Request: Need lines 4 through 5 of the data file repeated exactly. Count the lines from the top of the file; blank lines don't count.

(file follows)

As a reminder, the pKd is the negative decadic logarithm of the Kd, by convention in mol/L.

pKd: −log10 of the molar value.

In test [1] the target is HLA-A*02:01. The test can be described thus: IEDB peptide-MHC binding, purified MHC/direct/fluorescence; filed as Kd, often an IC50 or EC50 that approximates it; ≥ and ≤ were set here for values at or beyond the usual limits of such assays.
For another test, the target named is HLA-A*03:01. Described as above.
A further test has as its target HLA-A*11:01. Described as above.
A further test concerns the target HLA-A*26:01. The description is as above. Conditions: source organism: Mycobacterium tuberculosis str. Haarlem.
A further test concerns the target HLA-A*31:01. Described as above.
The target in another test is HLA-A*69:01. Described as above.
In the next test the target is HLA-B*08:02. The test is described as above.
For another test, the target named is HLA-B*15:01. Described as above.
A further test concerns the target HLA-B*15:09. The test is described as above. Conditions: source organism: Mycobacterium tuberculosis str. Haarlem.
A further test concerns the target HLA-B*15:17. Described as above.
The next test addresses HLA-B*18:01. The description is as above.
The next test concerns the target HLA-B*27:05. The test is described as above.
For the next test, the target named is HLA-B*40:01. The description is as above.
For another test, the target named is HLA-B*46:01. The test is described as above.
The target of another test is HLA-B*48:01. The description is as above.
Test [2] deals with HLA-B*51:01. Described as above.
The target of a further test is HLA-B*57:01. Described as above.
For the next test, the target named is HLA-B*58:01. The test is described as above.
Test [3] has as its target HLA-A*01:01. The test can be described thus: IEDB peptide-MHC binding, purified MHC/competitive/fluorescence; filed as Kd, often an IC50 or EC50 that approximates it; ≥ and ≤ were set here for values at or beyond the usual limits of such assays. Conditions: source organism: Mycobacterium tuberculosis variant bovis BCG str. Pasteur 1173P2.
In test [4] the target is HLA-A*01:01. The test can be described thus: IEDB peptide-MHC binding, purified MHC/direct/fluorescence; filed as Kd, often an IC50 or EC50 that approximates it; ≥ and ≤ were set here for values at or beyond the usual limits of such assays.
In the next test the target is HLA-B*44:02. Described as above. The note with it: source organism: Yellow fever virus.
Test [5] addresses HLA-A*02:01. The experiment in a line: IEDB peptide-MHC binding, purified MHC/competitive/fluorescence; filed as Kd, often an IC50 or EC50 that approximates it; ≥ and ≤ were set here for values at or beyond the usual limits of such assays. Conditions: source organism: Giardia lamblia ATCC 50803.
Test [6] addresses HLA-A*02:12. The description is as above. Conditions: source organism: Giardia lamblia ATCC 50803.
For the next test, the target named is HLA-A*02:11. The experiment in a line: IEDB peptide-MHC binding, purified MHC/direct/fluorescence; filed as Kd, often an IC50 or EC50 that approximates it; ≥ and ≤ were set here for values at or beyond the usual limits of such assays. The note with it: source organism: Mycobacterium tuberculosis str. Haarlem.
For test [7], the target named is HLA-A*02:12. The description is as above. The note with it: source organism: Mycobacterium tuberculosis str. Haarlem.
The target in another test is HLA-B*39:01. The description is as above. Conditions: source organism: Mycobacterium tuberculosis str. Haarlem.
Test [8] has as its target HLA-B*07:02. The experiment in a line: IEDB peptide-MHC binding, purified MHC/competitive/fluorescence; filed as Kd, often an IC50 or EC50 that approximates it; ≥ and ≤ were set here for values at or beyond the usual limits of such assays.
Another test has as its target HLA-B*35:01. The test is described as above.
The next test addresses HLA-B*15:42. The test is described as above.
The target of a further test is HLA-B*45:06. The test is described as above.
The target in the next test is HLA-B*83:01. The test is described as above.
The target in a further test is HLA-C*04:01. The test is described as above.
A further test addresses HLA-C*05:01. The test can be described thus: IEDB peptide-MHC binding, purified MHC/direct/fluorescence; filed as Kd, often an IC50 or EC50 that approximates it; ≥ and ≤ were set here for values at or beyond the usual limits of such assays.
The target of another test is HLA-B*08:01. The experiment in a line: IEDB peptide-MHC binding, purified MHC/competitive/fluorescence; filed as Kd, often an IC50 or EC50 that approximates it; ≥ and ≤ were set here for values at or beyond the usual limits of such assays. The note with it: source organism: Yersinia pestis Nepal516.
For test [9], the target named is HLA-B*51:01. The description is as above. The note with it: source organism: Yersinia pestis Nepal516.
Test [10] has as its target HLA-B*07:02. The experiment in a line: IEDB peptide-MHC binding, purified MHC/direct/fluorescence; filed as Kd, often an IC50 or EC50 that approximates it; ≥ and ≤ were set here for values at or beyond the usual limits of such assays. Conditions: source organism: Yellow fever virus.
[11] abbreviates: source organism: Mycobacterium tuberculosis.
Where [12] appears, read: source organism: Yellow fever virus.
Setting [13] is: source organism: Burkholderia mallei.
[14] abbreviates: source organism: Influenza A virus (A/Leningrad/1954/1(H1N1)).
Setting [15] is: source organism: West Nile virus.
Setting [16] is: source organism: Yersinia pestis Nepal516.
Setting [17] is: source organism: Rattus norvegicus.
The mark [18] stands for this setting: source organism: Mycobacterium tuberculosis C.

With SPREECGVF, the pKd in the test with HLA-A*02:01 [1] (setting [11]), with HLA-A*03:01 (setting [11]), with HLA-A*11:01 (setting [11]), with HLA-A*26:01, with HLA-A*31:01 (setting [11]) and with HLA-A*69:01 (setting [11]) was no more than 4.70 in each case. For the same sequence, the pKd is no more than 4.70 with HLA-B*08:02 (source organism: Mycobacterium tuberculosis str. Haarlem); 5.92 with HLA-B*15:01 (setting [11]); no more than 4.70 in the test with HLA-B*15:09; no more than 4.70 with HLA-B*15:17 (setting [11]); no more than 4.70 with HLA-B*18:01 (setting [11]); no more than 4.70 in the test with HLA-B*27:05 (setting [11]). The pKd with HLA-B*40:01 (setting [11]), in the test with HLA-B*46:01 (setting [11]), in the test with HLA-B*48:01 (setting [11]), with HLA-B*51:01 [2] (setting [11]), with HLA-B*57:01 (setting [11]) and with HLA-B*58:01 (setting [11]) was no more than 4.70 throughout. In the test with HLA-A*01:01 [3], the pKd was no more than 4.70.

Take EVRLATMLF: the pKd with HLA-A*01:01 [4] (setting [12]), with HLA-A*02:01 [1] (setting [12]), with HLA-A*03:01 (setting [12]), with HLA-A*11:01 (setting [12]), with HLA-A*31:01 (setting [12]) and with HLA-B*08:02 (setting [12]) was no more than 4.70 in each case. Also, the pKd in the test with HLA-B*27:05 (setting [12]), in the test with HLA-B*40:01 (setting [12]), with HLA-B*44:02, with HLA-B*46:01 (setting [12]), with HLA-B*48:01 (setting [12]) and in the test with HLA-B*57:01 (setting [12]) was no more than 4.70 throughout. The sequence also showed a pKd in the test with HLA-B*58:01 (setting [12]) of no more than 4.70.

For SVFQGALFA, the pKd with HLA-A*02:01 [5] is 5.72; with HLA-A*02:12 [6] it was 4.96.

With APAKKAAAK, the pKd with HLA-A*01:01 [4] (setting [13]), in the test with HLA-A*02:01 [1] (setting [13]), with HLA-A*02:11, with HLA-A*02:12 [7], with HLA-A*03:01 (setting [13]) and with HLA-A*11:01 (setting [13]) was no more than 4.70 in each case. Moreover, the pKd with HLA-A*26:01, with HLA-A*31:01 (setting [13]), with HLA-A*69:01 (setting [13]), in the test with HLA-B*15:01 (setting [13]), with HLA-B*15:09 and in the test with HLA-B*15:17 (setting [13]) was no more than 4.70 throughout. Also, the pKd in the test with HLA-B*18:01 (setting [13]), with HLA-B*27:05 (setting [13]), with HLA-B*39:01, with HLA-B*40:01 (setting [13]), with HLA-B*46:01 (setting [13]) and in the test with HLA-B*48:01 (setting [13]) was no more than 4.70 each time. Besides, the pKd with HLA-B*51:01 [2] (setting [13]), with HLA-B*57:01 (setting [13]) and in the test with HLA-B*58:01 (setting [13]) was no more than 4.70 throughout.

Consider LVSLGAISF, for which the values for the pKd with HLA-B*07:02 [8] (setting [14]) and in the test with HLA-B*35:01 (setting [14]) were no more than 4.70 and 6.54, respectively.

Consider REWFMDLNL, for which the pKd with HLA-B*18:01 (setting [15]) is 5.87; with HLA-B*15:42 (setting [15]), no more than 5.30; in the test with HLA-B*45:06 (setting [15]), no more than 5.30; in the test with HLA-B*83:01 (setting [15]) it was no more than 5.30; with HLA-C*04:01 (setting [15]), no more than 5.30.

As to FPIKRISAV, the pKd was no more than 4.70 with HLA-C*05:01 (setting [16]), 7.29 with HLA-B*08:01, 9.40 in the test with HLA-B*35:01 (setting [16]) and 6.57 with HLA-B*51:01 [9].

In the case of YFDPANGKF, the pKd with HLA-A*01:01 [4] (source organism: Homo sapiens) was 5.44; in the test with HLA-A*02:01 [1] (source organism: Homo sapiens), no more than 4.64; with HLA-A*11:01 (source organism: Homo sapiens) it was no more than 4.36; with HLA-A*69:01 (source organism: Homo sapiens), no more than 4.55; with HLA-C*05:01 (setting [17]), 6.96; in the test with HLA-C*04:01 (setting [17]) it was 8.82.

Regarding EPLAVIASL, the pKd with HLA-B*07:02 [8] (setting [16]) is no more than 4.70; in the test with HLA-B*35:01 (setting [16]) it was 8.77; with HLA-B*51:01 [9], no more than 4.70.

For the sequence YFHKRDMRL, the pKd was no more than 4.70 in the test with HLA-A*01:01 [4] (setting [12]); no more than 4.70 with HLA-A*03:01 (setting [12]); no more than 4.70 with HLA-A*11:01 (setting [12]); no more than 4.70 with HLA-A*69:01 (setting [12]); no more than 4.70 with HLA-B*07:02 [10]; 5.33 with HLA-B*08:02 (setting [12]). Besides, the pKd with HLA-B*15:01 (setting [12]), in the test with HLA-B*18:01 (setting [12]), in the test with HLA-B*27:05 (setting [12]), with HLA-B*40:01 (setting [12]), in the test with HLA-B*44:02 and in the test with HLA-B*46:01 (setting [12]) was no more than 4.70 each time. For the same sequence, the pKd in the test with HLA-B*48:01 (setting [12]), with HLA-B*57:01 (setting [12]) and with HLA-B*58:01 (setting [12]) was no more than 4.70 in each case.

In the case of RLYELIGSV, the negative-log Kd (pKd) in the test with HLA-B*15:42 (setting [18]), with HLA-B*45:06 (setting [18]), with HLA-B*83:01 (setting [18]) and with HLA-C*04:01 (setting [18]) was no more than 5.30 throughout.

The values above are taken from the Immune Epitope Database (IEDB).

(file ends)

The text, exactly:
For another test, the target named is HLA-A*03:01. Described as above.
A further test has as its target HLA-A*11:01. Described as above.